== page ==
Trusty or rusty?

Sept. 1, 2004
AN ENGINEER, telling us how he lost control of his classic 1967 Chevy Nova Super Sport on a rain-slick road, explained that he encountered a frictionless

AN ENGINEER, telling us how he lost control of his classic 1967 Chevy Nova Super Sport on a rain-slick road, explained that he “encountered a frictionless surface.”

Frictionless surfaces are good things for cylinder walls and wheel bearings, but they can be disastrous for tires and road surfaces. Which is why our industry spends countless hours manufacturing and installing snow and ice control equipment and why customers spend countless dollars buying and operating it.

In today's litigious society, where appliance manufacturers can be sued for failing to tell customers not to dry the cat in the microwave, we have an extra incentive to provide traction to whoever needs it. If you are responsible for keeping roads or your parking area free of ice, you do so. Your job is at stake. And maybe your house.

It's no surprise then that as new solid and liquid agents have become available to fight ice and snow, they are quickly adapted and applied frequently. Nor is it surprising that any snowplow truck driver worth his salt will apply these materials at higher concentrations than recommended. If he is going to err, he will err on the side of caution.

Despite their higher costs, these chemicals have become increasingly popular with municipalities and with state departments of transportation. They have proven themselves very effective in helping keep roadways safe in winter weather.

But progress has not come without a price. Chemicals such as magnesium chloride are great for ice control, but they are substantially more corrosive than traditional road salt. To keep sheet metal from being crumpled in an accident, we have had to corrode it.

Some of the chemicals that are applied to our roadways adversely affect aluminum, and they can even put a stain on stainless steel. Not surprisingly, truck fleets are reporting substantial increases in corrosion — not only in sheet metal, but also in trailer slider rails, brake shoes, fifthwheels, landing gear, and electrical connections.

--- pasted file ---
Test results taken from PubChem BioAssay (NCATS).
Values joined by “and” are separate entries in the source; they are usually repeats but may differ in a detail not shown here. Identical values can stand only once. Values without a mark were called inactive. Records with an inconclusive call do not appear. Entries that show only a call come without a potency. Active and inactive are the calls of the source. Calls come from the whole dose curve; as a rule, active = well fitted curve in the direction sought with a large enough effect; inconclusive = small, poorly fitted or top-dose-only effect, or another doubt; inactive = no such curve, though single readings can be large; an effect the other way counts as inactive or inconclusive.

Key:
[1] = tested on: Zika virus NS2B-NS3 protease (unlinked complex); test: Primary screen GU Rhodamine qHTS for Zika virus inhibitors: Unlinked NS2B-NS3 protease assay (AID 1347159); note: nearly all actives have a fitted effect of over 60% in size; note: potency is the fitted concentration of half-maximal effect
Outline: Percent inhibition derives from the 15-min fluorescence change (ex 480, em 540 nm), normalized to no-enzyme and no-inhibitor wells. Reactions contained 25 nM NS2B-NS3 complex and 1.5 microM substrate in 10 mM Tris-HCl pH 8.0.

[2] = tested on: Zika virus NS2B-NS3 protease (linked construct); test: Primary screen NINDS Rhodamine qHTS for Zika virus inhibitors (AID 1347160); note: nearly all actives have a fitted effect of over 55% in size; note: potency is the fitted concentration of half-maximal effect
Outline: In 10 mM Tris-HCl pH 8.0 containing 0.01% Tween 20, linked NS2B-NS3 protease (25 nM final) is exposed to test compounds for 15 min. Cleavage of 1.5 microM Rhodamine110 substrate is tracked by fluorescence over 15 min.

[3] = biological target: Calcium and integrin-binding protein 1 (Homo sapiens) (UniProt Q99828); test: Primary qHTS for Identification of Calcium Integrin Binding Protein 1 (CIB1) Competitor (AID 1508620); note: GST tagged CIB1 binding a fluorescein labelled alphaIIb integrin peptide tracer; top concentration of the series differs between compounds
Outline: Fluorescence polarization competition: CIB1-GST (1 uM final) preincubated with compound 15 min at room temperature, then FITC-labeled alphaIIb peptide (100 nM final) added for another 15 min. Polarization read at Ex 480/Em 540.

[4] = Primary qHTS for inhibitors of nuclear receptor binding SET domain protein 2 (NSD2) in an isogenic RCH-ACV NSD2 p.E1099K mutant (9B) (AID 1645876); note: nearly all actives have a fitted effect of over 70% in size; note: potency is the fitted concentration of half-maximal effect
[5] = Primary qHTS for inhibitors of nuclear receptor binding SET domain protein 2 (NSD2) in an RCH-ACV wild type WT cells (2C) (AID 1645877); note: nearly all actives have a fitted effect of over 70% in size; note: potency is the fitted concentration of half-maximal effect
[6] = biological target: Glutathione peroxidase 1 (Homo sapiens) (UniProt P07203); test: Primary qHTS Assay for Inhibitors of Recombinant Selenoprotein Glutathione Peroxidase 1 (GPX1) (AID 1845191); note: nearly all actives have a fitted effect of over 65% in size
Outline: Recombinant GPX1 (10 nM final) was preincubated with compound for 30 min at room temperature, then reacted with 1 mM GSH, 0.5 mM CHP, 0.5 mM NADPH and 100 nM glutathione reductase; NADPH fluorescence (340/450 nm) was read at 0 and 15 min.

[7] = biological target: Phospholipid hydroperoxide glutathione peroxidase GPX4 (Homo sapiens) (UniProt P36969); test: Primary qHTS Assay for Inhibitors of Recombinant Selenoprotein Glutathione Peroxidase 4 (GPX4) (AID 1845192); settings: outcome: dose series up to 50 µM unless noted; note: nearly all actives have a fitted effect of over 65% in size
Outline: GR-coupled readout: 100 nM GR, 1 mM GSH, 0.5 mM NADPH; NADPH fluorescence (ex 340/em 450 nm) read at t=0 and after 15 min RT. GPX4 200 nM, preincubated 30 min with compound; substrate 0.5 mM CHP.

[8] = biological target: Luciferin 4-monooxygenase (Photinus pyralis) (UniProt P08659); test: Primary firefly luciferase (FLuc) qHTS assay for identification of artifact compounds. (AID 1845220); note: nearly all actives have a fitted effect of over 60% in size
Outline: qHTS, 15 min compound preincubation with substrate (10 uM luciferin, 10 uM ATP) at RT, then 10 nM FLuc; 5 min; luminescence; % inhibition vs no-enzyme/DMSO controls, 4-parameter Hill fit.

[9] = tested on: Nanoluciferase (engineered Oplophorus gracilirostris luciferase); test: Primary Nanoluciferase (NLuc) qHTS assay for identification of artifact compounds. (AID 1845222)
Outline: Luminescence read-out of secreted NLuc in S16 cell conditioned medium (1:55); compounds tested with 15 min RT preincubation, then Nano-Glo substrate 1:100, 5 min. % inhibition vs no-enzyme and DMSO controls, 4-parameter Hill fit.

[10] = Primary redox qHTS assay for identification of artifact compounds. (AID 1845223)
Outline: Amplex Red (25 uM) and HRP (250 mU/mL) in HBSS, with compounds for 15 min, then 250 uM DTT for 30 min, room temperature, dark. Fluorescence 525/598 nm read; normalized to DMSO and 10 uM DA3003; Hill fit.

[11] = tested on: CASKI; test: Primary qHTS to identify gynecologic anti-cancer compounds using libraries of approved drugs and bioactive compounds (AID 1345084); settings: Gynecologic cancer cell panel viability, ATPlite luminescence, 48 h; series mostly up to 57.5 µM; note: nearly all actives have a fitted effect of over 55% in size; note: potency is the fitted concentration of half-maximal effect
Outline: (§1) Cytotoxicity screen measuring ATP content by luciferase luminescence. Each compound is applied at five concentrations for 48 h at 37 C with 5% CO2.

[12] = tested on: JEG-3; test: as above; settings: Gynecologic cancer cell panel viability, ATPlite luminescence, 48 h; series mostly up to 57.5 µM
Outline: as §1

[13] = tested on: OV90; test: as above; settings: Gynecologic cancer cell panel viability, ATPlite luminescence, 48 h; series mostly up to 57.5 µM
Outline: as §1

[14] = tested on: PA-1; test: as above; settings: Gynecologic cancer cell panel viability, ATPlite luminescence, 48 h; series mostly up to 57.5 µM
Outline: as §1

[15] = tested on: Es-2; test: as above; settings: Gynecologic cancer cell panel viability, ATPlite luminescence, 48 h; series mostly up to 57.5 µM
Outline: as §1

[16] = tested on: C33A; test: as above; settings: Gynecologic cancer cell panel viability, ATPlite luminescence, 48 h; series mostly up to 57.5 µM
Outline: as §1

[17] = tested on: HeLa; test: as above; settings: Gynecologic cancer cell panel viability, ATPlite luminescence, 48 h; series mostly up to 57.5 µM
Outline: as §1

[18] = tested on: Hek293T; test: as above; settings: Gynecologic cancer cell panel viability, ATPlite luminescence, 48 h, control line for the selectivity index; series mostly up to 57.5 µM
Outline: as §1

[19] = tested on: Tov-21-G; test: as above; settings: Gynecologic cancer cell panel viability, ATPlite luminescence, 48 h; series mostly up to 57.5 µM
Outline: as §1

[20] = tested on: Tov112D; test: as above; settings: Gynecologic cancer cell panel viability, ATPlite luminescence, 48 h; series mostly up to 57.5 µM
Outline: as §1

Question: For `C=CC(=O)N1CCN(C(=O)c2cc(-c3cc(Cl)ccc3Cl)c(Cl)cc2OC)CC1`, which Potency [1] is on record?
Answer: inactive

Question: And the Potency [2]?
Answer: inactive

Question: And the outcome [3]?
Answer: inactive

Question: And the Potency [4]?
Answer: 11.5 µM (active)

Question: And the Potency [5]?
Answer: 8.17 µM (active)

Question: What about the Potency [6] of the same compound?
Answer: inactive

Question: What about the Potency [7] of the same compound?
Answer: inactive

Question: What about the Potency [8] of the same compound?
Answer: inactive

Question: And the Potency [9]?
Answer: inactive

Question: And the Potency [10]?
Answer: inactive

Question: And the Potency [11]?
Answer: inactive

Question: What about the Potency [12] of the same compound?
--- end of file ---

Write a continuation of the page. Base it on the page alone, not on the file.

That is why industry groups are searching for solutions. The Technology & Maintenance Council (TMC) has been at work on this subject for several years and plans to develop recommended practices designed to minimize the effects these chemicals have on motor vehicles. TMC was scheduled to address this issue during its 2004 fall meeting that was held September 13-17 in Nashville, Tennessee.

The Society of Automotive Engineers (SAE) will do the same when it conducts the SAE Commercial Vehicle Engineering Congress & Exhibition October 26-28 in Chicago. SAE considers the topic sufficiently important to spend an entire afternoon — four hours and 30 minutes — talking about it. The two-part seminar will include presentations from companies such as Bendix Commercial Vehicle Systems, Dana Corp, DWS Fleet Management; Meritor Heavy Vehicle Systems, Ryder Systems, Truck-Lite Company, and the US Army Aberdeen Test Center

The need is significant. According to a TMC report compiled by its S.6 Chassis Study Group, structural components of trailers are being compromised. Fuel tank straps of tractors are corroding, as are radiator fins. The most affected areas are those subject to heavy splash and road spray, but even stepped-up corrosion of foot pedal linkages inside the cab has been reported. When brakes and electrical systems become corroded, when fuel systems are eaten away, and vehicle control systems don't operate smoothly, the safety of the motoring public is jeopardized.

Plenty of work can be done at all levels. Producers of the chemicals, managers at state departments of transportation, and the truck drivers who apply the chemicals each bear some degree of responsibility for the type and quantity of the materials that are applied to the roadways. For their part, fleets can help their own cause by washing their equipment more thoroughly and frequently.

But the reality is that the trucks and trailers our industry produces will continue to be subjected to highly corrosive materials. And it will be up to the entire channel — OEMs through final-stage manufacturers — to take extra measures that will help tomorrow's trucks and trailers battle next year's corrosion.

Our industry has made substantial progress. We have replaced carbon steel with materials that don't rust. E-coat and powder-coat systems are now common practices, and even the smallest manufacturers are using more effective surface preparation processes to improve paint adhesion.

But the challenges are greater than ever. Unless we make it illegal for trucks and trailers to leave the Sun Belt, we will need to develop additional ways to guard against corrosion. Because when given a choice between ice-free roads and rust-free trucks and trailers, the customer will demand both.

About the Author

Bruce Sauer | Editor

Bruce Sauer has been writing about the truck trailer, truck body and truck equipment industries since joining Trailer/Body Builders as an associate editor in 1974. During his career at Trailer/Body Builders, he has served as the magazine's managing editor and executive editor before being named editor of the magazine in 1999. He holds a Bachelor of Journalism degree from the University of Texas at Austin.